September 13, 2018, 2:00 PM ET: The How and Why of Deprescribing
- Nicole Brandt, PharmD, MBA, BCGP, BCPP, FASCP, Executive Director, Peter Lamy Center on Drug Therapy and Aging; Professor, University of Maryland School of Pharmacy
Florian Daragjati, PharmD, BCPS, Director, Ascension Center of Excellence for Antimicrobial Stewardship and Infection Prevention
Lynn Deguzman, PharmD, BCGP, Regional Clinical Operations Manager, Kaiser Permanente
- Leslie J. Pelton, MPA, Director, Institute for Healthcare Improvement
Leanne Phillips, PharmD, BCPS, Clinical Pharmacy Coordinator, St. Vincent’s East, Ascension
The ground is shifting for prescription medication in the US and Canada, and in other countries, too. There’s much talk and publicity about weaning people off drugs, or what is referred to as “deprescribing”: a process that entails taking patients off some of their medications or tapering down the dosages.
The underlying reasons for deprescribing include concerns about polypharmacy, especially the impact on older and frail adults; antibiotic resistance caused by inappropriate and excessive use; and the ongoing opioid epidemic connected to years of overprescribing highly addictive medicines for pain.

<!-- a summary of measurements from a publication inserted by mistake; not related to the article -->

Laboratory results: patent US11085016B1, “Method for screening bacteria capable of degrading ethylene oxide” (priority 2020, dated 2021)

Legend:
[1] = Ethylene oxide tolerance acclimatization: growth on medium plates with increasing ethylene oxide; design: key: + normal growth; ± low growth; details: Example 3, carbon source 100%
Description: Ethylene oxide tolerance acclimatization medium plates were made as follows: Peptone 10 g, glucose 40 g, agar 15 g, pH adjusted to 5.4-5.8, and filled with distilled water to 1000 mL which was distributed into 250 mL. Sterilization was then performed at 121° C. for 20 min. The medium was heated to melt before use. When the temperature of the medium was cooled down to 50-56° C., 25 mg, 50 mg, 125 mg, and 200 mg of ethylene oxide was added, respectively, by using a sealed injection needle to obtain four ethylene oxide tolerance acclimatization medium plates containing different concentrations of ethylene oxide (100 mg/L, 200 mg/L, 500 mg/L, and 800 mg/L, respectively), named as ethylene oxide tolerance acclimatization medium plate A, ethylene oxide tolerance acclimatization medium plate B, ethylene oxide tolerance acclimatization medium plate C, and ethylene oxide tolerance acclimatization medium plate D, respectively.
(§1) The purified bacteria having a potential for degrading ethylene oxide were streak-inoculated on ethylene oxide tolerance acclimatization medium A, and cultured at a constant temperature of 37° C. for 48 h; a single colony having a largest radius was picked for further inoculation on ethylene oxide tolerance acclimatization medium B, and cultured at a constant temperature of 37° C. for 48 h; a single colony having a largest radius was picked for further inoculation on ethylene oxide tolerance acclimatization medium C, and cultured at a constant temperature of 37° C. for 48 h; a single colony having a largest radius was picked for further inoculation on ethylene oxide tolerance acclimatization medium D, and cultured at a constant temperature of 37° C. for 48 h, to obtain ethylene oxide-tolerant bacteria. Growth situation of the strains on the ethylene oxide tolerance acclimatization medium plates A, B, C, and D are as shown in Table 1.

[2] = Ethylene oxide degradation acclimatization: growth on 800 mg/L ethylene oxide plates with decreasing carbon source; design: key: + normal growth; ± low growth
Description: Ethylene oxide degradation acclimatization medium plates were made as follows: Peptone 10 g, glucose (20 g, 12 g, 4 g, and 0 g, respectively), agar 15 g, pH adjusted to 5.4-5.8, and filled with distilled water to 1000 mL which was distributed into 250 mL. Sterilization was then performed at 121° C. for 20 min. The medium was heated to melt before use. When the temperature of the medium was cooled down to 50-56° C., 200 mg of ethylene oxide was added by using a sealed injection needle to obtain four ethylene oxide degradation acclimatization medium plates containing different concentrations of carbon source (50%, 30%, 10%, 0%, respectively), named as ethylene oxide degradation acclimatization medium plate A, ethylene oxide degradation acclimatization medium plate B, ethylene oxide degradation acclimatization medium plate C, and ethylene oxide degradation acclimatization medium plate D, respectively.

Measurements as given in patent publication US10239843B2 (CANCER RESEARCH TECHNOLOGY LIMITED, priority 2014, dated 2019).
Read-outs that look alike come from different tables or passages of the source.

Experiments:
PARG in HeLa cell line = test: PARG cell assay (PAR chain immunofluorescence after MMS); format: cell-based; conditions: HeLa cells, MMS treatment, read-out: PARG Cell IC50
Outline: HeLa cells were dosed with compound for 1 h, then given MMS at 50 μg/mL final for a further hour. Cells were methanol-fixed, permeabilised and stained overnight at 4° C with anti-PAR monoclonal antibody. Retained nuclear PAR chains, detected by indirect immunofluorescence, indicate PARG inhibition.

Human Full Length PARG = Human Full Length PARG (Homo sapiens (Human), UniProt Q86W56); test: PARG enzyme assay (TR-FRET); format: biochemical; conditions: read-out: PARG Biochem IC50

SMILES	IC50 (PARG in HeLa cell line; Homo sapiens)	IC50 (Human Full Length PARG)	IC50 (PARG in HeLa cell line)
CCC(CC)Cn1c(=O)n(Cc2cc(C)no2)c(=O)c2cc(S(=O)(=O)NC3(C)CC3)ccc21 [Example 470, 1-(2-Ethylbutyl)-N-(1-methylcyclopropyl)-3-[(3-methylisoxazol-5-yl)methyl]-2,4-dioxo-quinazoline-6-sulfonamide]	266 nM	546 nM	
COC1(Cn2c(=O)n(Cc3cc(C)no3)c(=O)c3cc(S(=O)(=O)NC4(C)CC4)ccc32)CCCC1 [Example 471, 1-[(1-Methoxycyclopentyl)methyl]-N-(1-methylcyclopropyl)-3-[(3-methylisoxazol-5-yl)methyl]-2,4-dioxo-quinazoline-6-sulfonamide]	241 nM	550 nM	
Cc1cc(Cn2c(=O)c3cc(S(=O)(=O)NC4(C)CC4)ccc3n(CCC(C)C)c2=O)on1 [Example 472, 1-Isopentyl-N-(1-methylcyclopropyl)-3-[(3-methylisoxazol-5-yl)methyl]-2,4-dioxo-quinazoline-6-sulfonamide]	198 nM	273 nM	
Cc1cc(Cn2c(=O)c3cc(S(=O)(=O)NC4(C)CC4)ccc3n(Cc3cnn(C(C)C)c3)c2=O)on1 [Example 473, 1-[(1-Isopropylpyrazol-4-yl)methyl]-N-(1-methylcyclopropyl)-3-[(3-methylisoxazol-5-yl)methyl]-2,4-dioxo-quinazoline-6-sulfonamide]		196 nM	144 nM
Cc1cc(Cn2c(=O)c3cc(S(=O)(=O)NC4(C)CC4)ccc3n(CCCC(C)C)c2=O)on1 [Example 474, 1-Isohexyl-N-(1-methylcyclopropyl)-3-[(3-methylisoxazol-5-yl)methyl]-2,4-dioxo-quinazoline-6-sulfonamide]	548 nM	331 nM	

A growing number of health care organizations are working on how to safely implement deprescribing. On the September 13 WIHI: The Why and How of Deprescribing, learn from the experiences of two such organizations – Kaiser Permanente (KP) and Ascension.
innovative work on deprescribing led by the Bruyère Research Institute in Ottawa, Canada, both Ascension and KP have been part of a larger IHI collaborative on deprescribing this past year and a half — testing and adapting the best practices in their systems.
At Ascension, one hospital is focusing on deprescribing (or, whenever possible, not introducing) opioids and sedatives among a targeted group of patients; three other hospitals are zeroed in on deprescribing proton pump inhibitors for gastrointestinal problems because of potential harm caused by long-term use.
In KP’s Northern California region, deprescribing is focused on adults over the age of 75 who are taking medication for type 2 diabetes or high blood pressure, to help reduce the risks for hypoglycemia and hypotension at a more advanced age.
The WIHI panel also includes Nicole Brandt, lead faculty for the IHI deprescribing collaborative of 13 organizations that includes KP and Ascension. All the panelists are eager to share what they’ve learned to hopefully inspire others in health care to start their own deprescribing initiatives. We hope you’ll join us!
Please click here to create a calendar invite for the 2 PM ET broadcast.